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2005 News

Page history last edited by Frederick Belton 13 years, 2 months ago

Jan 2005: Bernhard Donth reported, that during his visit on 10 January 2005 hornito T49B erupted in many effusive lava flows escaping first time over the northern edge of the crater. 


Feb 2005: On 3 February 2005 Chris Weber and others spend 5 days on O. Lengai. The hornito T49B was as well active at that time with lava flows travelling to the north. Pahoehoe lava flows in motion (little Levées) at flat terrain were measured from 520 degrees celsius up to a maximum of 561 degrees celsius. The fumaroles at F1 had a temperature of 84 degrees celsius and at T46 hornito a maximum of 91 degrees celsius. No change in distance was measured at CR1-3 cracks cutting the upper crater walls. The hornito T58C had grown to approximately 2870 m altitude. A Spitting Cobra was seen close to the summit of O. Lengai.



May 2005: Martin Haigh climbed Lengai on 15 May.  “Our guide told us that the last lava flows were in March, so we didn't see any of the glowing, orange stuff.  On the crater rim path up to the summit, my guide pointed out fresh leopard paw prints.” The photo below, courtesy of Martin Haigh, shows the central crater on 15 May.























July 2005: (The following report is courtesy of Bernard Marty)  A Tanzanian-French-American scientific team composed of Pete Burnard (CRPG-Nancy, France), Tobias Fisher (Univ. New Mexico, USA), Chamba Makene  (Geological Survey of Tanzania), Fredrick Mangazini (Univ. Dar el Salaam), Bernard Marty and Fabien Palhol (both at CRPG-Nancy, France) visited the crater to conduct gas sampling from 3 - 5  July,  2005.


At the time of arrival (08h00 local time, 03/07/2005, sporadic lava flow of the aa type was emitted from a vent situated at the base of T56B, which was itself disrupted by an explosion, leaving an open cavity of about 15 m in diameter. The lava was flowing eastward towards the eastern overflow, but never reached the crater rim. At approx. 11h30, lava was observed spilling out violently of the eastern fractured lip edge of T58B and flowing towards the eastern overflow. Sampling had to be interrupted at T46 due to the risk of a sudden lava flood in the sampling area, a real possibility if the thin western wall of T58B fractured following thermal erosion of the wall by molten lava in the lava lake. One hundred meters south of T46, close to the base of T47, a deep hole approx. 1.5 m dia, boarded by lava splashes and piercing a pahoehoe lava flow was emitting high temperature gases with no visible steam.  A lava pond, not directly observed but for which bubble explosions were clearly visible, was discharging surges of lavas towards the eastern rim while the adjacent T58C cone, now higher than T58B, was discharging high velocity gases  which from time to time splashed lava. The eruption lasted the whole day and the following night, with variations from steady state outpouring with lower degassing to burstles of large bubbles with enhanced lava emission. By the afternoon the lava, which was now overflowing the eastern slope of the volcano, ignited a bush fire. The lava outflow was estimated to be approx. 0.3 m3/s, with a speed of approx. 2 m/s in the flat area towards the volcano flank.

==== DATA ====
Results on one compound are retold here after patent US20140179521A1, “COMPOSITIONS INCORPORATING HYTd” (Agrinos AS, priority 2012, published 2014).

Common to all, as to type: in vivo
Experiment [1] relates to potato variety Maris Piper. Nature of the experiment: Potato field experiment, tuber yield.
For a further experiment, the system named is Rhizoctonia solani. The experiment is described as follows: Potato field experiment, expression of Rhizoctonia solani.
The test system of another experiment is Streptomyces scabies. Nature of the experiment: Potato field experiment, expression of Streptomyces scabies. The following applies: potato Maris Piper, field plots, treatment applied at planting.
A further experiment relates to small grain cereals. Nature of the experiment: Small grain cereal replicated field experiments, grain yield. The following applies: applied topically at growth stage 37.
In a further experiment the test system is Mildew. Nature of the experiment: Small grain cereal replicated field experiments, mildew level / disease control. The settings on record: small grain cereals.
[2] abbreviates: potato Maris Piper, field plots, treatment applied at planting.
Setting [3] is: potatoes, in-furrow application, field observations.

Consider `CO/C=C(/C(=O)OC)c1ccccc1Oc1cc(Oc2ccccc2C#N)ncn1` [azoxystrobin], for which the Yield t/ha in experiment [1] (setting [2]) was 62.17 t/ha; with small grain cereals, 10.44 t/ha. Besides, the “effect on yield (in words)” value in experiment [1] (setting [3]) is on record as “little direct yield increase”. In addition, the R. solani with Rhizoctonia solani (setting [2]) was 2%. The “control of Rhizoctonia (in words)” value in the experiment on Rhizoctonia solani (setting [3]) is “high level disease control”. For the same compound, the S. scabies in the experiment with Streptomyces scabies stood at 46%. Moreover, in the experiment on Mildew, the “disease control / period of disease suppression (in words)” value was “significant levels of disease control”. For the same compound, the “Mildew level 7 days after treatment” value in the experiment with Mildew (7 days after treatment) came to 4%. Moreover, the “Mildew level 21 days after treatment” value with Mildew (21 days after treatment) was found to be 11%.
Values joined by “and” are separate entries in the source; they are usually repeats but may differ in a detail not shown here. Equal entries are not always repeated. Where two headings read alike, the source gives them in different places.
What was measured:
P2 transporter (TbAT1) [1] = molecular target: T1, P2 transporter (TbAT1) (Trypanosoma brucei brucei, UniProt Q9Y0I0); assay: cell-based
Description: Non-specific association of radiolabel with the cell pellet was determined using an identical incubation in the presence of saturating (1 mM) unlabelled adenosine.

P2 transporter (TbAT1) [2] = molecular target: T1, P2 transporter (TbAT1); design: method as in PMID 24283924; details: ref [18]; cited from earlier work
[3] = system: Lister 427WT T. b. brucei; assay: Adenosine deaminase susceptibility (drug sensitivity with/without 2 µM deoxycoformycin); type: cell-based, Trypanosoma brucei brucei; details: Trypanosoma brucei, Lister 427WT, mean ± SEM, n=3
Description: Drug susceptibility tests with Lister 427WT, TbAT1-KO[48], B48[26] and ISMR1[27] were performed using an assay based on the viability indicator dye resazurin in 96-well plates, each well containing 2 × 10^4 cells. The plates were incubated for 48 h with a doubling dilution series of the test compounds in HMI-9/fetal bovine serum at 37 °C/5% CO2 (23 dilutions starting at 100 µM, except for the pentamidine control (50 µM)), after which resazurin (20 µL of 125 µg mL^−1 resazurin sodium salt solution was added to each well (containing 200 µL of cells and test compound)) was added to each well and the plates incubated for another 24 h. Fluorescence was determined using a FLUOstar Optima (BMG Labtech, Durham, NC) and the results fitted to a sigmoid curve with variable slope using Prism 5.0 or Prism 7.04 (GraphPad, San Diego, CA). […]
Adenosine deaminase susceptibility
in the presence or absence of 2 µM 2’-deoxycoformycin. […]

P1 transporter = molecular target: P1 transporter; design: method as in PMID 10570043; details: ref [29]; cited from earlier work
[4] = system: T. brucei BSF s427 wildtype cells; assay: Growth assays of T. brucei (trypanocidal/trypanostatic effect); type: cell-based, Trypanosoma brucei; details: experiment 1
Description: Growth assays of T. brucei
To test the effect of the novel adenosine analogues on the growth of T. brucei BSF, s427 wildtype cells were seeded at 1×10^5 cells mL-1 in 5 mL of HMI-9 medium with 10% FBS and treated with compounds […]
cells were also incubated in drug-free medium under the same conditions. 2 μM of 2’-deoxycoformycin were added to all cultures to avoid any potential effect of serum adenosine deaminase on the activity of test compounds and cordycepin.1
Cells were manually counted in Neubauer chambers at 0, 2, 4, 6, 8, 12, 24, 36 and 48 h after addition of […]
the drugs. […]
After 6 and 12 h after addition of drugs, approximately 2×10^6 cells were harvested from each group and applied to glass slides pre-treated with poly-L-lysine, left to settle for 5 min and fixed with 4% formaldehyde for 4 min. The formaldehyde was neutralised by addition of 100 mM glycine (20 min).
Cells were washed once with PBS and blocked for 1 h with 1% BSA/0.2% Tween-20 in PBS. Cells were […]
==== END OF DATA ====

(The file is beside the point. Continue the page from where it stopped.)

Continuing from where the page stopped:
The camp originally proposed by the Masai porters was to be close to T58B, S-SE of the active vents at the foot of the southern wall.  This part of the crater was protected from the wind by some rockfalls and the cook wanted to avoid sand blowing into the meals. However, the emplacement was evaluated to be risky by the team and the tents were instead placed on the S-SW side of the crater; here, the camp was much further away from the active vents, was in the opposite direction to the lavas, was shielded from any potential lava flows by some rockfalls and also permitted direct access to the crater rim.  However, the cook established the "kitchen" in the original S-SE camp. On the evening of July 4th, a small lava flow went close to the natural entrance of the "kitchen". The Scientific Team moved the scientific equipment out of the "Kitchen" and urged the 5 Maasai remaining in the crater to move to the tent area, without success. At 5 AM in the morning of July 5th, lava flows suddenly invaded the "kitchen" area to a depth of over 1m; fortunately the Maasai sleeping there escaped safely, and even removed the food to safety. The breakfast was finally prepared directly on the 1 m thick lava that had just invaded the area that was proposed first as a camp. This episode which could have had dramatic consequences illustrates well the fact that there is no safe area within the northern crater. Camping should be limited to the southern crater or, as a bivouac, in elevated areas in the northern crater as far as possible from vents and directions of lava flows.


July – August  2005:  Fred Belton's expedition group, which included Josh Gordon, Adrienne Dickson, James Bell, Elizabeth Zbinden, local cook Isack Saractayi, local guide Paul Mongi, and 31 Maasai porters, arrived at the active North Crater of Ol Doinyo Lengai on the morning of 19 July, 2005. A camp was established in the inactive South Crater.  Many nights were spent by one or two observers at a bivouac tent on the SE crater rim.  On 26 July four members of the group descended, leaving Belton, Gordon, and  Dickson to remain for an additional two weeks, until 9 Aug, 2005.  For photos see 2005 Expedition.


Appearance of the crater: Activity during the past year has been confined to the central part of the crater. Since its initial violent eruption from a hole in the crater floor on 15 July 2004, T58C has grown to a height of ~12m and is now the second highest cone in the crater. It is a tall narrow cone and there are large blocks scattered about the crater floor below it which indicate that it has experienced some flank collapses in recent months.  T49B has grown significantly taller since July 2004 and is now the tallest feature in the crater, rising at least 15m above its base.  T56B, which is open to the SE as it was in July 2004, has grown a small cone on its SE flank.  The new cone, which has not been named because it is so high on the flank of T56B, is becoming undermined by a large tunnel. The tunnel begins at the SE base of the small unnamed cone and extends under it to the open vent of T56B.  Clearly the tunnel was a recent active feature and the tunnel entrance appears to be the result of collapse during or after an eruption. T58B contained a large and deep (10-12m) open pit which clearly indicated the presence of past lava lake activity at two levels.  The solid crust of a former lava lake about 4m below the rim contained a hole near its center that opened into a much deeper chamber.  Sometime during the night of  4 Aug  this deeper pit was filled by lava so that only the upper level remained.  T57B appeared the same as in July 2004 until its southern half was covered by a thick layer of fused spherical lapilli from a short but powerful eruption of T58C on 20-21 July.